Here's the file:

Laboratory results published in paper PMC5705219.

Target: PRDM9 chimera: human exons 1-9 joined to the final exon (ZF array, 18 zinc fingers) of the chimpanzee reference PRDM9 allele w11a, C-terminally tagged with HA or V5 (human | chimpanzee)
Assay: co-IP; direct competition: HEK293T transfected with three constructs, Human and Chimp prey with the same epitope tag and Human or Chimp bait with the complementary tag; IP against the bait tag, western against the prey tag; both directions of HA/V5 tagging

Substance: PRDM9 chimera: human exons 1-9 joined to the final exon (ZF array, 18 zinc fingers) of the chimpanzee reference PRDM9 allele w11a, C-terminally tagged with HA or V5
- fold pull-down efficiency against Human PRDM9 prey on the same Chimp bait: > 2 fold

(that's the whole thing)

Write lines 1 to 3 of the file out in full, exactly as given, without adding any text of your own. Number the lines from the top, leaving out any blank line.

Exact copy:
Laboratory results published in paper PMC5705219.

Target: PRDM9 chimera: human exons 1-9 joined to the final exon (ZF array, 18 zinc fingers) of the chimpanzee reference PRDM9 allele w11a, C-terminally tagged with HA or V5 (human | chimpanzee)
Assay: co-IP; direct competition: HEK293T transfected with three constructs, Human and Chimp prey with the same epitope tag and Human or Chimp bait with the complementary tag; IP against the bait tag, western against the prey tag; both directions of HA/V5 tagging